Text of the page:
Coven, blood oaths and the real story of how heavy metal was born

Demonic associations black-dogged rock’n’roll even before its inception; in the late 1920s, Robert Johnson was said to have sold his soul to the Devil in exchange for the mastery of blues guitar. The Rolling Stones turned up the heat with Their Satanic Majesties Request and Sympathy For The Devil in the late 60s, when occult-inspired entertainment was enjoying a boom in the permissive cultural atmosphere of the ‘Age of Aquarius’. 

It all culminated in the debut album by Chicago psych cult Coven, Witchcraft Destroys Minds & Reaps Souls. A thrillingly full-blooded watershed artefact, it was recorded between winter 1968 and spring 1969 at Illinois’ Universal Recording Corporation, where Muddy Waters, Chuck Berry and many more blues and jazz legends cut some of their best work. It’s the first time we see devil horns and inverted crosses and hear the words ‘Hail Satan!’ in a rock context, the final track is a bizarre recording of an ‘actual’ black mass, plus the first song is titled Black Sabbath. Even spookier, the bassist’s name is Oz Osborne... 

Unlike Black Sabbath’s dense rumblings, Coven’s theatrical psychedelic rock was scarcely any kind of metal, but it flowed with a similar dark magnetism. Yet Coven’s occult leanings were not just shock gimmickry from the perspective of the curious outsider. The band’s extraordinary frontwoman, Jinx Dawson – only 18 years old when Coven entered the studio – has a Left Hand Path pedigree that’s second to none. 

“I had always been involved in the family Magick since I was a child, and it had always stormed around me like a warm friend,” says Jinx today. “I grew up quickly around the Olde Ones – my two great aunts who were Left Hand Path adepts. I stayed and learned at their mansion as much as I was allowed. I soaked it all up and it became a passion. Their Magick was infectious and powerful.” 

Asked if she can remember Coven’s first-ever song taking shape, Jinx’s reply reveals not just the keenness of her memory, but the sincerity of her occult commitments. “It was written during a ritual and manifestation that was performed after I decided to name the band Coven in 1966,” she explains. “There had to be a consummation of a blood oath that we took to release certain esoteric information through musick. That song was Wicked Woman.”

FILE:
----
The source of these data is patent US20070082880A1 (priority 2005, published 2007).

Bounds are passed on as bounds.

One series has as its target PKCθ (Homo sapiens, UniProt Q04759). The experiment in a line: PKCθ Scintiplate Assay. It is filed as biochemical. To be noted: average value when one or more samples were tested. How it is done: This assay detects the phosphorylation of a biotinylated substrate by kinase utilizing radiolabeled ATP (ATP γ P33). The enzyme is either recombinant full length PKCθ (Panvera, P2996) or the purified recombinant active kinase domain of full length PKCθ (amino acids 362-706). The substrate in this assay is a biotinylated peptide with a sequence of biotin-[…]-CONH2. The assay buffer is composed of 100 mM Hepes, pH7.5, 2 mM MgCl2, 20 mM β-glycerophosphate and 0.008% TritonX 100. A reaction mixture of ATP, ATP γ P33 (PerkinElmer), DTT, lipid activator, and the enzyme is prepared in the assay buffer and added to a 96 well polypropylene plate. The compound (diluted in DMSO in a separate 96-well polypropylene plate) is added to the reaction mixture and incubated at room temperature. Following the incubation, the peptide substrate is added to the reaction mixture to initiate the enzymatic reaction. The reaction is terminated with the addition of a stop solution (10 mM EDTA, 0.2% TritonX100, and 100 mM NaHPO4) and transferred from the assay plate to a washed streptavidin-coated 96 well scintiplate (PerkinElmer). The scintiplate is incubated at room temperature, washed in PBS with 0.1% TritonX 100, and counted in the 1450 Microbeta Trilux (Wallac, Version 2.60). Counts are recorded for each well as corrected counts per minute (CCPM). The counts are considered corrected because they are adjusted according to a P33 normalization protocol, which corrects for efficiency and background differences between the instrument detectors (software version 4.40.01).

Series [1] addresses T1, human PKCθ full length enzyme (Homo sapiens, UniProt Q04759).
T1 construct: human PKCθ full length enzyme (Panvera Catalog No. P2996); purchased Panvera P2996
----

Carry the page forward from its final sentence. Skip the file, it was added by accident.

One of the sharpest, catchiest songs on the debut – still a centrepiece of the revived Coven’s enthralling live show – Jinx’s Wicked Woman was followed by a clutch of astounding, feverish songs with the darkest and scariest titles yet conceived: Dignitaries Of Hell; Pact With Lucifer; Choke, Thirst, Die, to say nothing of Satanic Mass. “There was indeed an additional feeling of purpose and fate that circled the musick as it was written and played”, comments Jinx of the songwriting process. “The songs came so effortlessly.” 

Aside from West Coast psychedelia, it’s hard to imagine what other artists provided inspiration for Coven’s debut. “No one else was doing rock musick quite as we were,” Jinx reasons. “I was really more from an opera background, and studied classical piano. I was fairly unfamiliar with all the rock bands at that time, but became bewitched with the idea of performing an occult hard rock opera when I started Coven.”

In the occult-inspired LP credits, producer Bill Traut is dubbed ‘Ipsissimus’. It’s the highest mode of attainment in the Hermetic Order Of The Golden Dawn – best known for its roster of society luminaries including poet W.B. Yeats and, most infamously of all, Aleister Crowley. Jinx credits Bill with playing a crucial part in Coven’s rise. “We probably never would have been allowed to make such an album in 1968 and ’69 without him,” she says.